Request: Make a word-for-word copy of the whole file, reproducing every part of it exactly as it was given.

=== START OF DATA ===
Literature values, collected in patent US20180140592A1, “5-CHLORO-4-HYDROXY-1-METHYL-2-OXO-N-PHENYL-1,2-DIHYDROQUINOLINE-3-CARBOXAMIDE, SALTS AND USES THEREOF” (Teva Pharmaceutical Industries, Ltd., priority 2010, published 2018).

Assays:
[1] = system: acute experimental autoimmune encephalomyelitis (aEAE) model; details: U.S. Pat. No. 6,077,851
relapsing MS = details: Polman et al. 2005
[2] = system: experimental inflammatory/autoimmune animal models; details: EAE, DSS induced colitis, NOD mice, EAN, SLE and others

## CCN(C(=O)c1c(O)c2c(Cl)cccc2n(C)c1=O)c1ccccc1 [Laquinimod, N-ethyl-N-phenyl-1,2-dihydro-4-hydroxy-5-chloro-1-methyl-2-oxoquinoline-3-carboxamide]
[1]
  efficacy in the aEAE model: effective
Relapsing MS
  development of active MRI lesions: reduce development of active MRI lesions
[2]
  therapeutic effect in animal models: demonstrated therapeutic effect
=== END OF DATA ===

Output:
Literature values, collected in patent US20180140592A1, “5-CHLORO-4-HYDROXY-1-METHYL-2-OXO-N-PHENYL-1,2-DIHYDROQUINOLINE-3-CARBOXAMIDE, SALTS AND USES THEREOF” (Teva Pharmaceutical Industries, Ltd., priority 2010, published 2018).

Assays:
[1] = system: acute experimental autoimmune encephalomyelitis (aEAE) model; details: U.S. Pat. No. 6,077,851
relapsing MS = details: Polman et al. 2005
[2] = system: experimental inflammatory/autoimmune animal models; details: EAE, DSS induced colitis, NOD mice, EAN, SLE and others

## CCN(C(=O)c1c(O)c2c(Cl)cccc2n(C)c1=O)c1ccccc1 [Laquinimod, N-ethyl-N-phenyl-1,2-dihydro-4-hydroxy-5-chloro-1-methyl-2-oxoquinoline-3-carboxamide]
[1]
  efficacy in the aEAE model: effective
Relapsing MS
  development of active MRI lesions: reduce development of active MRI lesions
[2]
  therapeutic effect in animal models: demonstrated therapeutic effect